A is large, then it is very difficult to set the output im-
pedance to its optimal value. It was showed that as de-
creasing the gain A the size of the impedance circle is
also decreased and then the region away from the origin
become more statistically populated, as shown in Figure
Researches have been using the differential (mirrored)
output current sources for getting a more stable circuit
and higher output impedance. The output impedance of
this type of current source can be calculated by sum of
the output impedances from both single-ended circuits
(i.e. ZN1 + ZN2). It is thought having only advantage rea-
sons for doing that but it also suffers from high
open-loop gain of the operational amplifiers. The real
part of Zout can be either positive or negative and its
imaginary part very small, then leading to a differential
Zout even smaller than the single-ended output imped-
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P. BERTEMES-FILHO ET AL. 457
6.2. Operational Amplifier Limitations
As discussed before, from (22) it can be seen that small
current differences at each side of the mirrored current
source can increase the common mode voltage at the load
terminals. In order to preserve those differences in the
output current, the operational amplifiers have to supply
the differential voltage as well as the common mode
The output impedance of the current source must be
high otherwise the load current varies as varying the load
impedance. By designing a high output impedance cur-
rent source, the transconductance gains have to be pre-
cisely matched for preventing the operational amplifiers
to work one against each other. This might be explained
by the fact that they are connected in series, and then
both circuits are designed to reject any variation in its
6.3. Tuning the Mirrored Current Source
Tuning the mirrored Howland current source is not a
simple task as it has to be done in both side of the circuit
at the same time.
It was shown that the transconductance gain can be
approximately given by the ratio between the resistor -R3
and the product “R2R4”. Consequently, it can be inter-
preted as a current gain, where instead of having an input
voltage it has an input current (=Vin/R2). As a result, both
branches of the circuit which contains the resistors R2
(see Figure 6) should be connected in series in order to
prevent input current differences at each side of the cur-
rent source. Therefore, it can be used only one resistor R2
for both source sides.
In order to have equal output characteristics at both
sides of the mirrored modified Howland current source,
both sides have to have an equal ratio of R3/R4. This
might be solved by adding a potentiometer in series with
one of R4 for tuning the differential output current. In
practice, this can be done by short-circuiting the output
and measuring the output voltage while tuning the poten-
tiometer to have a null output voltage. It might be neces-
sary to connect a resistor at each side of the short-circuit
in order to prevent saturation by the operational amplifi-
By the fact that the resistor R4 has a very small influ-
ence in the output impedance, this last can be tuned by
varying either the resistor R5 or R1. The resistor R1 of
both sides can also be connected in series in order to re-
duce imbalances from these circuit sides, thus one of the
resistors R5 becomes the natural tuning element for con-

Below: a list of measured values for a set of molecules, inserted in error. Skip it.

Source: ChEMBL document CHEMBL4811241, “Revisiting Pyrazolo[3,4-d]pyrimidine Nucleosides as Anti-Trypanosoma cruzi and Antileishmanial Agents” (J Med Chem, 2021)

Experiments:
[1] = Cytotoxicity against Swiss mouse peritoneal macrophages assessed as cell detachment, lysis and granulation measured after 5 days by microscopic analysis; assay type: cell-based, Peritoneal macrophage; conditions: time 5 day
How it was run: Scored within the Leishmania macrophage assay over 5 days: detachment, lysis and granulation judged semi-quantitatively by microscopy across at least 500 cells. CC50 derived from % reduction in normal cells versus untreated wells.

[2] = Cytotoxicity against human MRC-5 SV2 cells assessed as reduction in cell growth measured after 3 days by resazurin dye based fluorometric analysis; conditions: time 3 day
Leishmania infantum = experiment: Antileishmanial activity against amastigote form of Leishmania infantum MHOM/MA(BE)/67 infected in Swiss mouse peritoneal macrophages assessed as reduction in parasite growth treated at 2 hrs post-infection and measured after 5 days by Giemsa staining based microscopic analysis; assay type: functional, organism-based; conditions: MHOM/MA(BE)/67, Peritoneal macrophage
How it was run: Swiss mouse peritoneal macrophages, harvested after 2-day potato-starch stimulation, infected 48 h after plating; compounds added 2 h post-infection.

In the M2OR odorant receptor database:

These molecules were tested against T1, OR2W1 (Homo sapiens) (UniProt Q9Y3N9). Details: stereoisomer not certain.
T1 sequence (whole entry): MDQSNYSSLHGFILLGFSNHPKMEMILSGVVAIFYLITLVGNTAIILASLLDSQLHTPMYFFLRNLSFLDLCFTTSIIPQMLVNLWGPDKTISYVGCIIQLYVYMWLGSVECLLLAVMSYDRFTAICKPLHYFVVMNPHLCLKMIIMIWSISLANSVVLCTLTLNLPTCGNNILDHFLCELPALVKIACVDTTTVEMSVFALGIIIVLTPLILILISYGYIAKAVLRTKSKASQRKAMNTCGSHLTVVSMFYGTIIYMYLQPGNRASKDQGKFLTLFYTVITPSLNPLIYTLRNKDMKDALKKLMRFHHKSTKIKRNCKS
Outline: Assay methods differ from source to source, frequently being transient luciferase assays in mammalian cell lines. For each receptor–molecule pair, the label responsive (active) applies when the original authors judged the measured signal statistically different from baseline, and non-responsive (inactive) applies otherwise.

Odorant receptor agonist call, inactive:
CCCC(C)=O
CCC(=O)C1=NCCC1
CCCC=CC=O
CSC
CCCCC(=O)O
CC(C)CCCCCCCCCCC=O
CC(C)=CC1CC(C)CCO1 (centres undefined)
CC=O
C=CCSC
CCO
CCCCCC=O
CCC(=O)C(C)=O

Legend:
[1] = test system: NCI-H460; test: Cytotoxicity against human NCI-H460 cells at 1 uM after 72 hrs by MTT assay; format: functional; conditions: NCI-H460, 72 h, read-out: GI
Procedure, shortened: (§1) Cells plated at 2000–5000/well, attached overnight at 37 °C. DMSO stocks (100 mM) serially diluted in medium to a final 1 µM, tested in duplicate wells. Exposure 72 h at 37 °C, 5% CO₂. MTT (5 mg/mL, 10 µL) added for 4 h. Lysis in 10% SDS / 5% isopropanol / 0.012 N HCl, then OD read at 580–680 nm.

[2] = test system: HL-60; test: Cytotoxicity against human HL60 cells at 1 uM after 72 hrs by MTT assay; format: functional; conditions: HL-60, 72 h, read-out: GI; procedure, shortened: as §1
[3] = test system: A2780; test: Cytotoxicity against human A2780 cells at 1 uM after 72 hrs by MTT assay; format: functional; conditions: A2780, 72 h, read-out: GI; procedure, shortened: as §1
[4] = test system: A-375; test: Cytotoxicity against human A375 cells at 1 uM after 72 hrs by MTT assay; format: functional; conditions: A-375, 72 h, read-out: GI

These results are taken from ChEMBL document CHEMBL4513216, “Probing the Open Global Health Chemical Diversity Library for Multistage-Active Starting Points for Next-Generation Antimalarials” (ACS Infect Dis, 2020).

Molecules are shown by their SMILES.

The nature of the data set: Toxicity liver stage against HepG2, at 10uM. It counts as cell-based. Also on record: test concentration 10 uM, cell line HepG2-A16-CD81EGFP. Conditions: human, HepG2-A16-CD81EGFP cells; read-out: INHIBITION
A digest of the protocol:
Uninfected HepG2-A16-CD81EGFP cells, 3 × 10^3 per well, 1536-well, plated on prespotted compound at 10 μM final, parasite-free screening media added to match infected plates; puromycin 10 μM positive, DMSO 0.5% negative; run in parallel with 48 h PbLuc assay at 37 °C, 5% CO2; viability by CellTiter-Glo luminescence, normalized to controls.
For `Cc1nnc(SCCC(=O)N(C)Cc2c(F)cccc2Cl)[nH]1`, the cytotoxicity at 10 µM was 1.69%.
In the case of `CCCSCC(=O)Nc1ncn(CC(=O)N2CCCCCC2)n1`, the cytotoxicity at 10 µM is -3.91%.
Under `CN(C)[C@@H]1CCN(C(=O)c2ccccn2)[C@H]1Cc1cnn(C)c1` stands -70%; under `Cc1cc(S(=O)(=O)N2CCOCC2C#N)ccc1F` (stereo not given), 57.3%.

trolling the output impedance of the mirrored modified
Howland current source.
The analytical analyses and the equations related to the
output of the Howland current source have not consid-
ered any stray capacitances which might be found in
practical circuits. Also, the numerical solutions for both
output current and impedance of the circuit have not
considered the common-mode input impedance of the
operational amplifiers, as well as the common-mode re-
jection ratio (CMRR). It has to be pointed out that the
probability density function was used by assuming that
the resistor variations behave as a normal distribution.
Therefore, care should be taken when analyzing the re-
sults obtained in this work, especially when they are re-
lated to practical circuits.
It was fully described the modeling of both output cur-
rent and impedance of the Howland current source by
considering the operational amplifier parameters and the
mismatching between electrodes. It was shown that the
output resistance of the operational amplifier does not
play a role in the output characteristic of the Howland
circuit whereas the open-loop gain causes a great impact
It was also shown that the higher the gain, the most
sensitive is the output impedance in respect to the resis-
tors tolerances, as illustrated in Figures 4 and 5. In order
to operate at high frequency, the open-loop gain of the
opamp has to be very high. This explain why the resistors
have to be precisely matched in order to obtain a
MMHCS circuit which can deliver a constant differential
output current into the load over a wide frequency range.
It can be concluded from this work that both side of
the MMHCS should be very symmetrical if high output
impedance from this type of circuit is desired. This is a
very significant achievement found in this work for the
design of high output impedance Howland current sources
used in bioimpedance measurements. This may lead to
empirical distribution of important characteristics of the
MMCHS during the design and it might save time and
money when this type of circuit is put in production scale.
Furthermore, the error estimation provided here can
guide researchers, who have no previous knowledge in
Howland current source, to design a high quality circuit
in terms of both output current and impedance spectra
according to the application requirements.
This work was supported by the State University of Santa
Catarina and the National Council for Scientific and
Technological Development (grant 237931/2012-5).